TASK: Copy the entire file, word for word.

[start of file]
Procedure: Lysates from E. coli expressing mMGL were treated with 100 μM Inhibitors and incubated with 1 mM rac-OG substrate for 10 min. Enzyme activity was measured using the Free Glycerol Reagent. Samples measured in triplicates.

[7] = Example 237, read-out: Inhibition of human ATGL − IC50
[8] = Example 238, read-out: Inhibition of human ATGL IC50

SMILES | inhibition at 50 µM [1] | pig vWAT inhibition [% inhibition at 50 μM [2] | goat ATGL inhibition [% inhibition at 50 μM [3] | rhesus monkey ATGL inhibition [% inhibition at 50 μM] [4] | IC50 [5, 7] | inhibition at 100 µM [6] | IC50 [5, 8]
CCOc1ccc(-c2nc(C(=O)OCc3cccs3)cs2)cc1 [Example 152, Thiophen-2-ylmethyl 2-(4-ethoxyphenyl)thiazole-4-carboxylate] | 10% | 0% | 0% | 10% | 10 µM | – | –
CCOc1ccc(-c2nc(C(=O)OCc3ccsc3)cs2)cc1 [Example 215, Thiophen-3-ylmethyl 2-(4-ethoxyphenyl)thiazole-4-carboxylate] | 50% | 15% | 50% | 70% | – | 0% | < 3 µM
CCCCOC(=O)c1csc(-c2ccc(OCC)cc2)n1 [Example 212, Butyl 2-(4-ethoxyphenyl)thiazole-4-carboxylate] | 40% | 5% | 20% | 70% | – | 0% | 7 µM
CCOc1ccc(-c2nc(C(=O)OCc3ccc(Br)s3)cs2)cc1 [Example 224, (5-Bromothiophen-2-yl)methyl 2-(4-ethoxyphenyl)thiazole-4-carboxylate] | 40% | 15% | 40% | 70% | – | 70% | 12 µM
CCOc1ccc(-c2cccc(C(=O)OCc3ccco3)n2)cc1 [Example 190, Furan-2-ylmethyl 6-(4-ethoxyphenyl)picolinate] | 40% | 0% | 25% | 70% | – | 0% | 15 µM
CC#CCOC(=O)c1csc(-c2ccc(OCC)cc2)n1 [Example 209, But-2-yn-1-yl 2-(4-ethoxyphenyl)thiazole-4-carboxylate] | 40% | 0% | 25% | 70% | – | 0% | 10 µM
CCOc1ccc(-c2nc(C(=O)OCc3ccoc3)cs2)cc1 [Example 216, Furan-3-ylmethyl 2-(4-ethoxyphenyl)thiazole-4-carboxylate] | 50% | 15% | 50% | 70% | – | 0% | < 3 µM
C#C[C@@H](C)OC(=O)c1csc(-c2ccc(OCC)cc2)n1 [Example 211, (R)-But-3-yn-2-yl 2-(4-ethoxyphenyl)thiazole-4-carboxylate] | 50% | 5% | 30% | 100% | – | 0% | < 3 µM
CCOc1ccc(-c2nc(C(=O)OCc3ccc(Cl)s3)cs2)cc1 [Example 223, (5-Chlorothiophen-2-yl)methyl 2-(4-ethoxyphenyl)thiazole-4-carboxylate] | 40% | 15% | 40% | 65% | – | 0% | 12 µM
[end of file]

Procedure: Lysates from E. coli expressing mMGL were treated with 100 μM Inhibitors and incubated with 1 mM rac-OG substrate for 10 min. Enzyme activity was measured using the Free Glycerol Reagent. Samples measured in triplicates.

[7] = Example 237, read-out: Inhibition of human ATGL − IC50
[8] = Example 238, read-out: Inhibition of human ATGL IC50

SMILES | inhibition at 50 µM [1] | pig vWAT inhibition [% inhibition at 50 μM [2] | goat ATGL inhibition [% inhibition at 50 μM [3] | rhesus monkey ATGL inhibition [% inhibition at 50 μM] [4] | IC50 [5, 7] | inhibition at 100 µM [6] | IC50 [5, 8]
CCOc1ccc(-c2nc(C(=O)OCc3cccs3)cs2)cc1 [Example 152, Thiophen-2-ylmethyl 2-(4-ethoxyphenyl)thiazole-4-carboxylate] | 10% | 0% | 0% | 10% | 10 µM | – | –
CCOc1ccc(-c2nc(C(=O)OCc3ccsc3)cs2)cc1 [Example 215, Thiophen-3-ylmethyl 2-(4-ethoxyphenyl)thiazole-4-carboxylate] | 50% | 15% | 50% | 70% | – | 0% | < 3 µM
CCCCOC(=O)c1csc(-c2ccc(OCC)cc2)n1 [Example 212, Butyl 2-(4-ethoxyphenyl)thiazole-4-carboxylate] | 40% | 5% | 20% | 70% | – | 0% | 7 µM
CCOc1ccc(-c2nc(C(=O)OCc3ccc(Br)s3)cs2)cc1 [Example 224, (5-Bromothiophen-2-yl)methyl 2-(4-ethoxyphenyl)thiazole-4-carboxylate] | 40% | 15% | 40% | 70% | – | 70% | 12 µM
CCOc1ccc(-c2cccc(C(=O)OCc3ccco3)n2)cc1 [Example 190, Furan-2-ylmethyl 6-(4-ethoxyphenyl)picolinate] | 40% | 0% | 25% | 70% | – | 0% | 15 µM
CC#CCOC(=O)c1csc(-c2ccc(OCC)cc2)n1 [Example 209, But-2-yn-1-yl 2-(4-ethoxyphenyl)thiazole-4-carboxylate] | 40% | 0% | 25% | 70% | – | 0% | 10 µM
CCOc1ccc(-c2nc(C(=O)OCc3ccoc3)cs2)cc1 [Example 216, Furan-3-ylmethyl 2-(4-ethoxyphenyl)thiazole-4-carboxylate] | 50% | 15% | 50% | 70% | – | 0% | < 3 µM
C#C[C@@H](C)OC(=O)c1csc(-c2ccc(OCC)cc2)n1 [Example 211, (R)-But-3-yn-2-yl 2-(4-ethoxyphenyl)thiazole-4-carboxylate] | 50% | 5% | 30% | 100% | – | 0% | < 3 µM
CCOc1ccc(-c2nc(C(=O)OCc3ccc(Cl)s3)cs2)cc1 [Example 223, (5-Chlorothiophen-2-yl)methyl 2-(4-ethoxyphenyl)thiazole-4-carboxylate] | 40% | 15% | 40% | 65% | – | 0% | 12 µM